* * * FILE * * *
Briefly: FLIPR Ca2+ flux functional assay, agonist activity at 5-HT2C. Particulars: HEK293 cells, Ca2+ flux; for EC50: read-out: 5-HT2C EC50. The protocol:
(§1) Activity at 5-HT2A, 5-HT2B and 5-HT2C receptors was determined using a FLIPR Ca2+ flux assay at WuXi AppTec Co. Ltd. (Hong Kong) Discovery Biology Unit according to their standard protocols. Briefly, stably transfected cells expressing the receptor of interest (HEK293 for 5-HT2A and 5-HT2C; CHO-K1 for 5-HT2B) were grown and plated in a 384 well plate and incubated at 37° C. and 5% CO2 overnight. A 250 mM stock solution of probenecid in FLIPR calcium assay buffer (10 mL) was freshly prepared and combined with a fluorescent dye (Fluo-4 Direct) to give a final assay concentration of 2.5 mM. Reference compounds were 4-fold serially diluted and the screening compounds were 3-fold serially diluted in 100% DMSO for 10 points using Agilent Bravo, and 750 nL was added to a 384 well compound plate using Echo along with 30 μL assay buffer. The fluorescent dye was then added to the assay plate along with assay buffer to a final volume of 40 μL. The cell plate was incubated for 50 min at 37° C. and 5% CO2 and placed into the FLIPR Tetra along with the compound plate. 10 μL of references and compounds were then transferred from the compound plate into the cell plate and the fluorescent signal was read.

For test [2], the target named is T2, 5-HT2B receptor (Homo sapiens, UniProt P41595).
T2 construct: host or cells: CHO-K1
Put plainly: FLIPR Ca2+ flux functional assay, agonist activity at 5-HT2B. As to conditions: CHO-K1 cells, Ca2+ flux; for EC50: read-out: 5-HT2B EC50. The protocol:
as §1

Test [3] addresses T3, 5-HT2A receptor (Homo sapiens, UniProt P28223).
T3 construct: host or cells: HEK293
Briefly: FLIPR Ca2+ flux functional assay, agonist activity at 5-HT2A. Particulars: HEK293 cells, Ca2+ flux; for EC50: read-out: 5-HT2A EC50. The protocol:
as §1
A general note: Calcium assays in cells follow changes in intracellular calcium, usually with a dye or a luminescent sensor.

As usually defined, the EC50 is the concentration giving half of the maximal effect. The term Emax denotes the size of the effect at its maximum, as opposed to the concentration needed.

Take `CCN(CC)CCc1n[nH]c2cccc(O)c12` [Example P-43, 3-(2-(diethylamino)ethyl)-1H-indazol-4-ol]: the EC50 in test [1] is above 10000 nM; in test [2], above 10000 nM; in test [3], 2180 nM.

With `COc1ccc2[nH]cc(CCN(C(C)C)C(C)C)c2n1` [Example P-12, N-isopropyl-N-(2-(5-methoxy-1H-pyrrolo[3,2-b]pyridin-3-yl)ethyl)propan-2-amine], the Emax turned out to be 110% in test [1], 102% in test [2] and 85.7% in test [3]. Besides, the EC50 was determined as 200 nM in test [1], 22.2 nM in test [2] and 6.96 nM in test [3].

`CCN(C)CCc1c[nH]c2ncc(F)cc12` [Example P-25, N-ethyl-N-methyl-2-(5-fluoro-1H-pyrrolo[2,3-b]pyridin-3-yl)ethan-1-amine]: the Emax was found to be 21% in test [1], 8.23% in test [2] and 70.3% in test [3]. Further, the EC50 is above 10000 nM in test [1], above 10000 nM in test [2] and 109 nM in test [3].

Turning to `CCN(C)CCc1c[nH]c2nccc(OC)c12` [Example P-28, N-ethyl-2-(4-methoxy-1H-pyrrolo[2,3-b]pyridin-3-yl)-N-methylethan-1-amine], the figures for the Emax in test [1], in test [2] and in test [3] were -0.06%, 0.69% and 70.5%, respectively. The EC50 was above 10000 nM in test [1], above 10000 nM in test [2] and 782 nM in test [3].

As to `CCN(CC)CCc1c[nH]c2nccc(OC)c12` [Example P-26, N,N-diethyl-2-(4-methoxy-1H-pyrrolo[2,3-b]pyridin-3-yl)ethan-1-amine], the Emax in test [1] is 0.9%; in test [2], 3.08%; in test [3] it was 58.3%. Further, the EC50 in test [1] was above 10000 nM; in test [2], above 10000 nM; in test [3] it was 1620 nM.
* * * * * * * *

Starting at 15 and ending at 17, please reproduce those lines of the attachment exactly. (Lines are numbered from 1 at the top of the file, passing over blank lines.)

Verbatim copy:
`CCN(C)CCc1c[nH]c2ncc(F)cc12` [Example P-25, N-ethyl-N-methyl-2-(5-fluoro-1H-pyrrolo[2,3-b]pyridin-3-yl)ethan-1-amine]: the Emax was found to be 21% in test [1], 8.23% in test [2] and 70.3% in test [3]. Further, the EC50 is above 10000 nM in test [1], above 10000 nM in test [2] and 109 nM in test [3].

Turning to `CCN(C)CCc1c[nH]c2nccc(OC)c12` [Example P-28, N-ethyl-2-(4-methoxy-1H-pyrrolo[2,3-b]pyridin-3-yl)-N-methylethan-1-amine], the figures for the Emax in test [1], in test [2] and in test [3] were -0.06%, 0.69% and 70.5%, respectively. The EC50 was above 10000 nM in test [1], above 10000 nM in test [2] and 782 nM in test [3].

As to `CCN(CC)CCc1c[nH]c2nccc(OC)c12` [Example P-26, N,N-diethyl-2-(4-methoxy-1H-pyrrolo[2,3-b]pyridin-3-yl)ethan-1-amine], the Emax in test [1] is 0.9%; in test [2], 3.08%; in test [3] it was 58.3%. Further, the EC50 in test [1] was above 10000 nM; in test [2], above 10000 nM; in test [3] it was 1620 nM.